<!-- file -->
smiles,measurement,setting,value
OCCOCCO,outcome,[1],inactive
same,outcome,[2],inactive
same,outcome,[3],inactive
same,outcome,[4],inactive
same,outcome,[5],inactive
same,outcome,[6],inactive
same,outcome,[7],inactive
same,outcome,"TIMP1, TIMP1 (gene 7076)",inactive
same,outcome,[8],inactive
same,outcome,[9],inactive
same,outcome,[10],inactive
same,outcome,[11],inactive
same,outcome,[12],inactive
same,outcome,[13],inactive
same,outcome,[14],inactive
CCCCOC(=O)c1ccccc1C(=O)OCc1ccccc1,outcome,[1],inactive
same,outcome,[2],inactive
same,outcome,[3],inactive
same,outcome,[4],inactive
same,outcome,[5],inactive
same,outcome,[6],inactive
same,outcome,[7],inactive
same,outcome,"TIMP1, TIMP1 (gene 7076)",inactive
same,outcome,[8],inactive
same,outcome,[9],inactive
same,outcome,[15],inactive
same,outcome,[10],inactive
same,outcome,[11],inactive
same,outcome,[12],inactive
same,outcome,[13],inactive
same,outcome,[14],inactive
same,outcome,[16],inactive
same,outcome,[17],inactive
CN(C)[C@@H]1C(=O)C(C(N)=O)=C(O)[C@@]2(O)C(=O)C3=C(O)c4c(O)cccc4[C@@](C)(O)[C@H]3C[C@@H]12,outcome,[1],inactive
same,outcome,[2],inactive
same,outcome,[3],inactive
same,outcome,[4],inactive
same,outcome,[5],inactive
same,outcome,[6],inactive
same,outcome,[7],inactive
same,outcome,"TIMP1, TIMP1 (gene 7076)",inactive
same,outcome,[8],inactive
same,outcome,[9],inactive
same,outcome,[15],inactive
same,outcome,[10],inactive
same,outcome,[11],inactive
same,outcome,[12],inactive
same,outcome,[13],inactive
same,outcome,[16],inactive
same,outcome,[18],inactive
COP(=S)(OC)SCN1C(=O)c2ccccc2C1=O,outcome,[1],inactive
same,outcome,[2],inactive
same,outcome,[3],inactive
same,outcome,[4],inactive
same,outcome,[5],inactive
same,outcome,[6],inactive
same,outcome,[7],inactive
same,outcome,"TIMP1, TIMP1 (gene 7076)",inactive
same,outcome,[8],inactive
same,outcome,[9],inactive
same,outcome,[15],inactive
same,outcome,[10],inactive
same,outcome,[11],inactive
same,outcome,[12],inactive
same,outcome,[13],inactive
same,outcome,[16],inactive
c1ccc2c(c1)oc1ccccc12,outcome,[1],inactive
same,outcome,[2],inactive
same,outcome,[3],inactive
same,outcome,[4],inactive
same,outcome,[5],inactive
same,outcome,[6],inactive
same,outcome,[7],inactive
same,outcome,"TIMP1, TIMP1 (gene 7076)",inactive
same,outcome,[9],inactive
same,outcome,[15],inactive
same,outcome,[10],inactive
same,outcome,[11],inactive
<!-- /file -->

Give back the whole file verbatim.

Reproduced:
smiles,measurement,setting,value
OCCOCCO,outcome,[1],inactive
same,outcome,[2],inactive
same,outcome,[3],inactive
same,outcome,[4],inactive
same,outcome,[5],inactive
same,outcome,[6],inactive
same,outcome,[7],inactive
same,outcome,"TIMP1, TIMP1 (gene 7076)",inactive
same,outcome,[8],inactive
same,outcome,[9],inactive
same,outcome,[10],inactive
same,outcome,[11],inactive
same,outcome,[12],inactive
same,outcome,[13],inactive
same,outcome,[14],inactive
CCCCOC(=O)c1ccccc1C(=O)OCc1ccccc1,outcome,[1],inactive
same,outcome,[2],inactive
same,outcome,[3],inactive
same,outcome,[4],inactive
same,outcome,[5],inactive
same,outcome,[6],inactive
same,outcome,[7],inactive
same,outcome,"TIMP1, TIMP1 (gene 7076)",inactive
same,outcome,[8],inactive
same,outcome,[9],inactive
same,outcome,[15],inactive
same,outcome,[10],inactive
same,outcome,[11],inactive
same,outcome,[12],inactive
same,outcome,[13],inactive
same,outcome,[14],inactive
same,outcome,[16],inactive
same,outcome,[17],inactive
CN(C)[C@@H]1C(=O)C(C(N)=O)=C(O)[C@@]2(O)C(=O)C3=C(O)c4c(O)cccc4[C@@](C)(O)[C@H]3C[C@@H]12,outcome,[1],inactive
same,outcome,[2],inactive
same,outcome,[3],inactive
same,outcome,[4],inactive
same,outcome,[5],inactive
same,outcome,[6],inactive
same,outcome,[7],inactive
same,outcome,"TIMP1, TIMP1 (gene 7076)",inactive
same,outcome,[8],inactive
same,outcome,[9],inactive
same,outcome,[15],inactive
same,outcome,[10],inactive
same,outcome,[11],inactive
same,outcome,[12],inactive
same,outcome,[13],inactive
same,outcome,[16],inactive
same,outcome,[18],inactive
COP(=S)(OC)SCN1C(=O)c2ccccc2C1=O,outcome,[1],inactive
same,outcome,[2],inactive
same,outcome,[3],inactive
same,outcome,[4],inactive
same,outcome,[5],inactive
same,outcome,[6],inactive
same,outcome,[7],inactive
same,outcome,"TIMP1, TIMP1 (gene 7076)",inactive
same,outcome,[8],inactive
same,outcome,[9],inactive
same,outcome,[15],inactive
same,outcome,[10],inactive
same,outcome,[11],inactive
same,outcome,[12],inactive
same,outcome,[13],inactive
same,outcome,[16],inactive
c1ccc2c(c1)oc1ccccc12,outcome,[1],inactive
same,outcome,[2],inactive
same,outcome,[3],inactive
same,outcome,[4],inactive
same,outcome,[5],inactive
same,outcome,[6],inactive
same,outcome,[7],inactive
same,outcome,"TIMP1, TIMP1 (gene 7076)",inactive
same,outcome,[9],inactive
same,outcome,[15],inactive
same,outcome,[10],inactive
same,outcome,[11],inactive